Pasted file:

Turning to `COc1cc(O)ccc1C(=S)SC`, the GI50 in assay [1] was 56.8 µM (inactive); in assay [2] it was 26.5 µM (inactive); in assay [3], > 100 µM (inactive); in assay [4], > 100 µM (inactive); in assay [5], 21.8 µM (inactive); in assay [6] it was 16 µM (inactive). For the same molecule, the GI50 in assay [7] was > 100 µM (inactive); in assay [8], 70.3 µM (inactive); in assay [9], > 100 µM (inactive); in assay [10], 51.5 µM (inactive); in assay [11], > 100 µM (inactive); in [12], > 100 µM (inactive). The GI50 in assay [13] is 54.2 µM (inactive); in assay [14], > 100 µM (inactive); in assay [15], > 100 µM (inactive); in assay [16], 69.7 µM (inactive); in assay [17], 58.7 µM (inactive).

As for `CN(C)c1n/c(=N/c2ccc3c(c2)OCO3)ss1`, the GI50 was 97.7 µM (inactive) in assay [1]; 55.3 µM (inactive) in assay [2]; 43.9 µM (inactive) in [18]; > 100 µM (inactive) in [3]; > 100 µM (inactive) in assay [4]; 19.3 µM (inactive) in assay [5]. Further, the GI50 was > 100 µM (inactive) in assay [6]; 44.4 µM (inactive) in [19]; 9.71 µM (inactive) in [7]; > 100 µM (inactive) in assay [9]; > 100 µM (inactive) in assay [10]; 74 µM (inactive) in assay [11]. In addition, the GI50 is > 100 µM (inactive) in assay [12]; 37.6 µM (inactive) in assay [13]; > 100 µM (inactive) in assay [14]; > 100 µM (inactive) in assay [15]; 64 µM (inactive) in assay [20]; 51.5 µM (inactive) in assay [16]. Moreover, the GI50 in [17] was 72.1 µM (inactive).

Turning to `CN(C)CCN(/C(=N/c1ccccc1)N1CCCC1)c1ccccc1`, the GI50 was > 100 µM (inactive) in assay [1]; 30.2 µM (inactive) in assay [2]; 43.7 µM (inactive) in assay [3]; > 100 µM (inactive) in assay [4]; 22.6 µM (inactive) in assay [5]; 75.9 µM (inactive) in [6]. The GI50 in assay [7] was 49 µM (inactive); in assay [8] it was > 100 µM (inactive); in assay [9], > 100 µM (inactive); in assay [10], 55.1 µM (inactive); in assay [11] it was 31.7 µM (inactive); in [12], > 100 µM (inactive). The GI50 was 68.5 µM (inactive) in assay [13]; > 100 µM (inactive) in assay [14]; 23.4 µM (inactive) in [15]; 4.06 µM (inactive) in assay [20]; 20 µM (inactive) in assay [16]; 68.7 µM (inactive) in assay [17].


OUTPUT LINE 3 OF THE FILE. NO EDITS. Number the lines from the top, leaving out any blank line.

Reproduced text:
Turning to `CN(C)CCN(/C(=N/c1ccccc1)N1CCCC1)c1ccccc1`, the GI50 was > 100 µM (inactive) in assay [1]; 30.2 µM (inactive) in assay [2]; 43.7 µM (inactive) in assay [3]; > 100 µM (inactive) in assay [4]; 22.6 µM (inactive) in assay [5]; 75.9 µM (inactive) in [6]. The GI50 in assay [7] was 49 µM (inactive); in assay [8] it was > 100 µM (inactive); in assay [9], > 100 µM (inactive); in assay [10], 55.1 µM (inactive); in assay [11] it was 31.7 µM (inactive); in [12], > 100 µM (inactive). The GI50 was 68.5 µM (inactive) in assay [13]; > 100 µM (inactive) in assay [14]; 23.4 µM (inactive) in [15]; 4.06 µM (inactive) in assay [20]; 20 µM (inactive) in assay [16]; 68.7 µM (inactive) in assay [17].